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Movie plot device

Discussion in 'Off Topic' started by jgs, Mar 10, 2015.

  1. jgs

    jgs Member

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    I want to see this in a movie some time: Car chase. Bad guy gaining. Has a faster vehicle. But then! We enter the anoxic environment. (Why is it anoxic? I have no idea. And for that matter maybe it's vacuum or maybe it's just got an anoxic atmosphere. Whatever.) Ha! The bad guy is driving an ICE (or even a FCEV). It sputters and dies. The good guy's BEV cruises to safety.

    The BEV could be a Tesla, but it would be funnier if it were a Smart ForTwo. But really it would probably be whatever brand paid for the product placement.

    I suppose the good guy has to have a way to breathe, too. Do I have to do ALL the work around here?
     
  2. rolosrevenge

    rolosrevenge Dr. EVS

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    This sounds overly complicated. I'm also not sure how this situation could even be fictionally encountered.
     
  3. jgs

    jgs Member

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    1. You must not have watched many action movies in the last few decades? Implausibility doesn't seem to be any barrier.
    2. There's a reason I posted in the "off topic" area, I wasn't intending to be profound, more to amuse.
     
  4. ggr

    ggr Roadster R80 537, SigS P85 29

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    Villages have died because of an eruption of CO2 from lakes. There is pretty solid speculation that there could be increasing numbers of methane eruptions. The latter might give you an even worse movie plot device: a ring of fire around the boundary of the eruption where the methane and air mix, perhaps set off by the points in an old car? Or maybe the driver is just smoking? I can't think of any way a modern car would set fire to a methane-air mix, unless it was about to catch fire anyway.
     
  5. jgs

    jgs Member

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    Aren't movie cars always about to catch fire, and that's why they go up in spectacular fireballs at the drop of a hat?
     
  6. Saghost

    Saghost Active Member

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    It's not that hard. What if a propane or liquid nitrogen tanker lost containment in one of the underground/underwater tunnels? (Lincoln tunnel into New York, either of the Baltimore tunnels, etc.)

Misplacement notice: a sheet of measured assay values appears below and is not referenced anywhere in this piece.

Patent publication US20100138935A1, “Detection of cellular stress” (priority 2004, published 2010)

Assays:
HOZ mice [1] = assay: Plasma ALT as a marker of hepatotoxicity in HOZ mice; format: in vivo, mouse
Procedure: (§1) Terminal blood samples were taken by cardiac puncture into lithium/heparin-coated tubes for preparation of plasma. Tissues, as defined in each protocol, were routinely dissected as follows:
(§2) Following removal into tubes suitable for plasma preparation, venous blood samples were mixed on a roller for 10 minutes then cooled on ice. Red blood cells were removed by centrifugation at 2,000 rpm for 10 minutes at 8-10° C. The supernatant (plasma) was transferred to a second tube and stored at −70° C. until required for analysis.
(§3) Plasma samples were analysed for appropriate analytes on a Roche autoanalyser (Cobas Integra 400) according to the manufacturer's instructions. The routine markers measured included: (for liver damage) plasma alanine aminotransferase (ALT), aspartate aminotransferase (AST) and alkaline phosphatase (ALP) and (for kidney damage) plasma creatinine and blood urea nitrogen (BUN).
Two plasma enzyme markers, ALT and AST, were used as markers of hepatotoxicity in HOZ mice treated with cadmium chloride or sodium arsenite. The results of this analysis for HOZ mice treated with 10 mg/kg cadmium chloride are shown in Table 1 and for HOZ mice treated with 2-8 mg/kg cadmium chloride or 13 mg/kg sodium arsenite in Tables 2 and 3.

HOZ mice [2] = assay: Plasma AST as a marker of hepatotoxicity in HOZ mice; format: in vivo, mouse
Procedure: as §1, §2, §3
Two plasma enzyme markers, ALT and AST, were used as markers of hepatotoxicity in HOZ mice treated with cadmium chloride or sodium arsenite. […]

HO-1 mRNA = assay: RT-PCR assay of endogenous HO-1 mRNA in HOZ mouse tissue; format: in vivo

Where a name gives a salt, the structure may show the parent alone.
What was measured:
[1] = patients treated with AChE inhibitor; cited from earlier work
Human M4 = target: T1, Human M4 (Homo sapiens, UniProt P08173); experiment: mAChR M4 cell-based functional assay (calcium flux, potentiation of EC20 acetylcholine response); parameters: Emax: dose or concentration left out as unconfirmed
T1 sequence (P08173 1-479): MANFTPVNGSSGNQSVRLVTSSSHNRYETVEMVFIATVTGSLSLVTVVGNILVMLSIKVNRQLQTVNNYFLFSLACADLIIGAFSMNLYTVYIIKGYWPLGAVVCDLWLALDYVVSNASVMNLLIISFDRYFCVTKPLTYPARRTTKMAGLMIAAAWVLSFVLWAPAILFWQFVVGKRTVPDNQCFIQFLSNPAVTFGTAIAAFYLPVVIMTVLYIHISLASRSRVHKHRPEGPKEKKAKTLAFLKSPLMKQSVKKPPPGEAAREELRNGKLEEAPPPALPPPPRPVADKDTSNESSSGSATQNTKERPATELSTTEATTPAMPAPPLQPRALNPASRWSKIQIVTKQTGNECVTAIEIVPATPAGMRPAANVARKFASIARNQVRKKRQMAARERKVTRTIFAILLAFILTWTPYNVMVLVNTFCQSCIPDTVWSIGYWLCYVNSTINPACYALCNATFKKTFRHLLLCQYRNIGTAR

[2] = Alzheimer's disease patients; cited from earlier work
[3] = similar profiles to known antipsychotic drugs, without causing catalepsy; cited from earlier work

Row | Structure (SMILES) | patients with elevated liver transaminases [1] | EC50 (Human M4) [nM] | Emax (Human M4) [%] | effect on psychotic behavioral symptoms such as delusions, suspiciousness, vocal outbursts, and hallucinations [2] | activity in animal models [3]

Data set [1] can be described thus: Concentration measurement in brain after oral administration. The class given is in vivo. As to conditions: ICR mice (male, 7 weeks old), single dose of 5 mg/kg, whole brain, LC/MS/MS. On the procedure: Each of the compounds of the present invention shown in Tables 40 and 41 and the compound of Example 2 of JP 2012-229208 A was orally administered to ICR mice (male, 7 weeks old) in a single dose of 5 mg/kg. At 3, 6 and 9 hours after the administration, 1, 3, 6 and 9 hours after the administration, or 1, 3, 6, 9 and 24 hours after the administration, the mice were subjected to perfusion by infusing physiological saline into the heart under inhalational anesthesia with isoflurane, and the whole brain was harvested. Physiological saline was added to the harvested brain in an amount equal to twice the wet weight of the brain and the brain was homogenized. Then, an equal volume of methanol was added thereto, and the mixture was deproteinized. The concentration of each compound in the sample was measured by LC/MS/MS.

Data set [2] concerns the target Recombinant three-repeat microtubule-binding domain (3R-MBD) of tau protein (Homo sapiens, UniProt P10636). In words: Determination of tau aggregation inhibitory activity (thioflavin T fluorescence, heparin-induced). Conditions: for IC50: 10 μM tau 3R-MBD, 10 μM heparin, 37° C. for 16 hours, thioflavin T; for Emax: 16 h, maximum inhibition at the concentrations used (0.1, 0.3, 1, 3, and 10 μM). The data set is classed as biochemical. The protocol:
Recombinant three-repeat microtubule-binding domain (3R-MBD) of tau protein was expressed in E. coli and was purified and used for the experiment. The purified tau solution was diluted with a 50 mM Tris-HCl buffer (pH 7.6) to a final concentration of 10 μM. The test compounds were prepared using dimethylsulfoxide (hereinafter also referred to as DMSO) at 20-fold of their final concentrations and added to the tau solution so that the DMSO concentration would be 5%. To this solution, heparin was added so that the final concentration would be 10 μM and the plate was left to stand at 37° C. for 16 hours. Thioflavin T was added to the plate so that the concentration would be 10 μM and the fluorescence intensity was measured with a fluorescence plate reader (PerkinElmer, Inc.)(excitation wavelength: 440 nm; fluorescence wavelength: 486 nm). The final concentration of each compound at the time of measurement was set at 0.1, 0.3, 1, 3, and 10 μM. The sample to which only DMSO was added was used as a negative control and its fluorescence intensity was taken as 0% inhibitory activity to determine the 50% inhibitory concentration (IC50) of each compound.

The propane is heavier than air, so it would just sit there, displacing all of the air until the fans can remove it - the liquid nitrogen would boil off as it warms and create a cold layer of nearly pure nitrogen that would tend to sit there as well.

    Because of how easily this can happen to underground/underwater tunnels, those types of trucks aren't supposed to be in those tunnels if they follow the rules...

    (Of course, you do realize that the protagonist in your plan needs some way to keep breathing, right? They can maybe gain a little time by turning off the HVAC, but they probably need an oxygen tank and either masks or a way to isolate/pressurize the cabin.)
    Walter
     
  7. jgs

    jgs Member

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    Well done, that's perfect.

    Yes, I did note that up front though I didn't propose a solution. If they happened to have a scuba tank in the back seat they could crack the valve and that would probably do the trick. But if the cabin is moderately air tight, it looks like the trapped air will be enough.

    Per some random page on the Internet (Friday Fiction Facts: Trapped in an airtight room! | Endless Forms Most Beautiful) the equation we want is

    Time Our Hero can survive = (volume of air in cu ft) * 0.03 / (number of people * hourly production of CO2 per person).

    Let's suppose Our Hero is alone. A Tesla Model S (why not) has a volume of 93 cubic feet and a person under stress produces CO2 at a rate of 1.7 cu ft per hour (same reference). So:

    T = (93 * 0.03) / (1 * 1.7) = 1.64 hours!

    Come to think of it, this is consistent with the intuition we might take from considering that a typical scuba tank (a so-called "aluminum 80") holds a nominal 80 cubic feet of air at STP. Of course, with scuba you don't have to worry about accumulating CO2, but the similarity of the numbers is still comforting. So we can even chuck a sidekick in, derate all our numbers by 50% because it's not really air tight, and still have 25 minutes to get out of the tunnel, all without adding a scuba tank. With a smaller car (that Smart ForTwo) we have to get them out of the tunnel quicker, but we weren't going to leave them in there for 25 minutes anyway. In the mean time, I am pretty sure the ICE car engine is going to stop working within seconds of entering the tunnel. (Not sure about a FCEV, but it seems likely that it would choke just about as fast.)
     
  8. BerTX

    BerTX Member

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    Bond's underwater Tesla would have supplemental breathing built in.
     

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